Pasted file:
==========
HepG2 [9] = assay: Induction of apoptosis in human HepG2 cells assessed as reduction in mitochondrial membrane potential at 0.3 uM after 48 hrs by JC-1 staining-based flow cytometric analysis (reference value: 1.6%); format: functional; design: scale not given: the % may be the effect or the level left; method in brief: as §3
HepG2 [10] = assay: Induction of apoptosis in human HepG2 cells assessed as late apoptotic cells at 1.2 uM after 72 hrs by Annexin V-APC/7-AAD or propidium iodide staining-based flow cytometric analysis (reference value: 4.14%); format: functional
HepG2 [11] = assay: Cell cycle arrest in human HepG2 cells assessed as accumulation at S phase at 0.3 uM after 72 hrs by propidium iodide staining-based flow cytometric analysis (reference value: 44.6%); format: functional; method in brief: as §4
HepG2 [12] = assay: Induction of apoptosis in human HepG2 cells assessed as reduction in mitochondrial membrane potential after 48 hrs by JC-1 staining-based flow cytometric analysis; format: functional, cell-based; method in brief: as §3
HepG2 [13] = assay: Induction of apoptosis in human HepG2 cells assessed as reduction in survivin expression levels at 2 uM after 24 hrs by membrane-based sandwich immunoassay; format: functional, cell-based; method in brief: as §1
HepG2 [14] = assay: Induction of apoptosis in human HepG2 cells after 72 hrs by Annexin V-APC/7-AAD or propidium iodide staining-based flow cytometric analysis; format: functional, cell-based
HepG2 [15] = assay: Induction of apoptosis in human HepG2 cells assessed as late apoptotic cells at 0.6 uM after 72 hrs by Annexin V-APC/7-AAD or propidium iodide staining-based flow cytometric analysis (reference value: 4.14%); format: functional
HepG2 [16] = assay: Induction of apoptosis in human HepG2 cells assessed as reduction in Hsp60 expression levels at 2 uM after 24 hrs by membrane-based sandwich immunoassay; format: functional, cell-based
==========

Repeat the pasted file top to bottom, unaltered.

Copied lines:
HepG2 [9] = assay: Induction of apoptosis in human HepG2 cells assessed as reduction in mitochondrial membrane potential at 0.3 uM after 48 hrs by JC-1 staining-based flow cytometric analysis (reference value: 1.6%); format: functional; design: scale not given: the % may be the effect or the level left; method in brief: as §3
HepG2 [10] = assay: Induction of apoptosis in human HepG2 cells assessed as late apoptotic cells at 1.2 uM after 72 hrs by Annexin V-APC/7-AAD or propidium iodide staining-based flow cytometric analysis (reference value: 4.14%); format: functional
HepG2 [11] = assay: Cell cycle arrest in human HepG2 cells assessed as accumulation at S phase at 0.3 uM after 72 hrs by propidium iodide staining-based flow cytometric analysis (reference value: 44.6%); format: functional; method in brief: as §4
HepG2 [12] = assay: Induction of apoptosis in human HepG2 cells assessed as reduction in mitochondrial membrane potential after 48 hrs by JC-1 staining-based flow cytometric analysis; format: functional, cell-based; method in brief: as §3
HepG2 [13] = assay: Induction of apoptosis in human HepG2 cells assessed as reduction in survivin expression levels at 2 uM after 24 hrs by membrane-based sandwich immunoassay; format: functional, cell-based; method in brief: as §1
HepG2 [14] = assay: Induction of apoptosis in human HepG2 cells after 72 hrs by Annexin V-APC/7-AAD or propidium iodide staining-based flow cytometric analysis; format: functional, cell-based
HepG2 [15] = assay: Induction of apoptosis in human HepG2 cells assessed as late apoptotic cells at 0.6 uM after 72 hrs by Annexin V-APC/7-AAD or propidium iodide staining-based flow cytometric analysis (reference value: 4.14%); format: functional
HepG2 [16] = assay: Induction of apoptosis in human HepG2 cells assessed as reduction in Hsp60 expression levels at 2 uM after 24 hrs by membrane-based sandwich immunoassay; format: functional, cell-based